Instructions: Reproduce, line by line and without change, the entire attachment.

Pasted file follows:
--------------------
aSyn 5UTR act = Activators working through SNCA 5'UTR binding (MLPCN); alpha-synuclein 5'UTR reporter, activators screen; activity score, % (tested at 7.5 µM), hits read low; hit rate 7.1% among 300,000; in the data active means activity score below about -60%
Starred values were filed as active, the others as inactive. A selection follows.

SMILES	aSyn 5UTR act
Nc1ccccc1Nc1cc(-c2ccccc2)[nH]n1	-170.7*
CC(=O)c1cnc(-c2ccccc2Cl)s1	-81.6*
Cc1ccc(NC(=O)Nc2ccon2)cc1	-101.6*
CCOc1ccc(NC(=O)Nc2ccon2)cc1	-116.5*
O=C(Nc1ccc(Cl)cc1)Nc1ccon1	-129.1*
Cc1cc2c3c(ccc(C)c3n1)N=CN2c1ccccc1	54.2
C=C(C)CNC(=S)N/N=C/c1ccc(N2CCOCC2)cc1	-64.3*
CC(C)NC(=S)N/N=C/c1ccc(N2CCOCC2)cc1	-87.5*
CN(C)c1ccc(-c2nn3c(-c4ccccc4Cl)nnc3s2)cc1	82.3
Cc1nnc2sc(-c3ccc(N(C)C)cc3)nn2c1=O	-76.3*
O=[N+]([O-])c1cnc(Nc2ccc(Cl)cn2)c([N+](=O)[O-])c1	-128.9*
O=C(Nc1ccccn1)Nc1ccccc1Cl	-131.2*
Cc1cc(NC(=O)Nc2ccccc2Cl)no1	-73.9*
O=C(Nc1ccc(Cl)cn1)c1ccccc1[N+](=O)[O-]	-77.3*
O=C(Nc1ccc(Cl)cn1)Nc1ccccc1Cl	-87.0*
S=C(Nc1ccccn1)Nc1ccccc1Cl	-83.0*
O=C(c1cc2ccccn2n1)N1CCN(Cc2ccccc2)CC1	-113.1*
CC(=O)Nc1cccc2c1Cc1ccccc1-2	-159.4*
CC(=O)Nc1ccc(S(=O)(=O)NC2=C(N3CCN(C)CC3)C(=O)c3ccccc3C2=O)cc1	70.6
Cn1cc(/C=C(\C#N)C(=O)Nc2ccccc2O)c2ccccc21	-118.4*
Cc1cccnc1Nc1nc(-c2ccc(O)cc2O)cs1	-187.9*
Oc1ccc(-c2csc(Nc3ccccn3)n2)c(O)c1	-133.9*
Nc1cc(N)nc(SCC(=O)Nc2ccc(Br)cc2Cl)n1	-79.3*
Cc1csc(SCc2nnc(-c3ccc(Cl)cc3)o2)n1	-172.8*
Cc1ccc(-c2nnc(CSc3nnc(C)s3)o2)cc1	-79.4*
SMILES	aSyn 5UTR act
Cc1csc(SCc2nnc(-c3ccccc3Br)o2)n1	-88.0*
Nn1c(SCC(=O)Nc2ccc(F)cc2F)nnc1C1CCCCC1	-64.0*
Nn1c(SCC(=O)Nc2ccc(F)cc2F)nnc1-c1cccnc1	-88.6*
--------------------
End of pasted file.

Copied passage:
aSyn 5UTR act = Activators working through SNCA 5'UTR binding (MLPCN); alpha-synuclein 5'UTR reporter, activators screen; activity score, % (tested at 7.5 µM), hits read low; hit rate 7.1% among 300,000; in the data active means activity score below about -60%
Starred values were filed as active, the others as inactive. A selection follows.

SMILES	aSyn 5UTR act
Nc1ccccc1Nc1cc(-c2ccccc2)[nH]n1	-170.7*
CC(=O)c1cnc(-c2ccccc2Cl)s1	-81.6*
Cc1ccc(NC(=O)Nc2ccon2)cc1	-101.6*
CCOc1ccc(NC(=O)Nc2ccon2)cc1	-116.5*
O=C(Nc1ccc(Cl)cc1)Nc1ccon1	-129.1*
Cc1cc2c3c(ccc(C)c3n1)N=CN2c1ccccc1	54.2
C=C(C)CNC(=S)N/N=C/c1ccc(N2CCOCC2)cc1	-64.3*
CC(C)NC(=S)N/N=C/c1ccc(N2CCOCC2)cc1	-87.5*
CN(C)c1ccc(-c2nn3c(-c4ccccc4Cl)nnc3s2)cc1	82.3
Cc1nnc2sc(-c3ccc(N(C)C)cc3)nn2c1=O	-76.3*
O=[N+]([O-])c1cnc(Nc2ccc(Cl)cn2)c([N+](=O)[O-])c1	-128.9*
O=C(Nc1ccccn1)Nc1ccccc1Cl	-131.2*
Cc1cc(NC(=O)Nc2ccccc2Cl)no1	-73.9*
O=C(Nc1ccc(Cl)cn1)c1ccccc1[N+](=O)[O-]	-77.3*
O=C(Nc1ccc(Cl)cn1)Nc1ccccc1Cl	-87.0*
S=C(Nc1ccccn1)Nc1ccccc1Cl	-83.0*
O=C(c1cc2ccccn2n1)N1CCN(Cc2ccccc2)CC1	-113.1*
CC(=O)Nc1cccc2c1Cc1ccccc1-2	-159.4*
CC(=O)Nc1ccc(S(=O)(=O)NC2=C(N3CCN(C)CC3)C(=O)c3ccccc3C2=O)cc1	70.6
Cn1cc(/C=C(\C#N)C(=O)Nc2ccccc2O)c2ccccc21	-118.4*
Cc1cccnc1Nc1nc(-c2ccc(O)cc2O)cs1	-187.9*
Oc1ccc(-c2csc(Nc3ccccn3)n2)c(O)c1	-133.9*
Nc1cc(N)nc(SCC(=O)Nc2ccc(Br)cc2Cl)n1	-79.3*
Cc1csc(SCc2nnc(-c3ccc(Cl)cc3)o2)n1	-172.8*
Cc1ccc(-c2nnc(CSc3nnc(C)s3)o2)cc1	-79.4*
SMILES	aSyn 5UTR act
Cc1csc(SCc2nnc(-c3ccccc3Br)o2)n1	-88.0*
Nn1c(SCC(=O)Nc2ccc(F)cc2F)nnc1C1CCCCC1	-64.0*
Nn1c(SCC(=O)Nc2ccc(F)cc2F)nnc1-c1cccnc1	-88.6*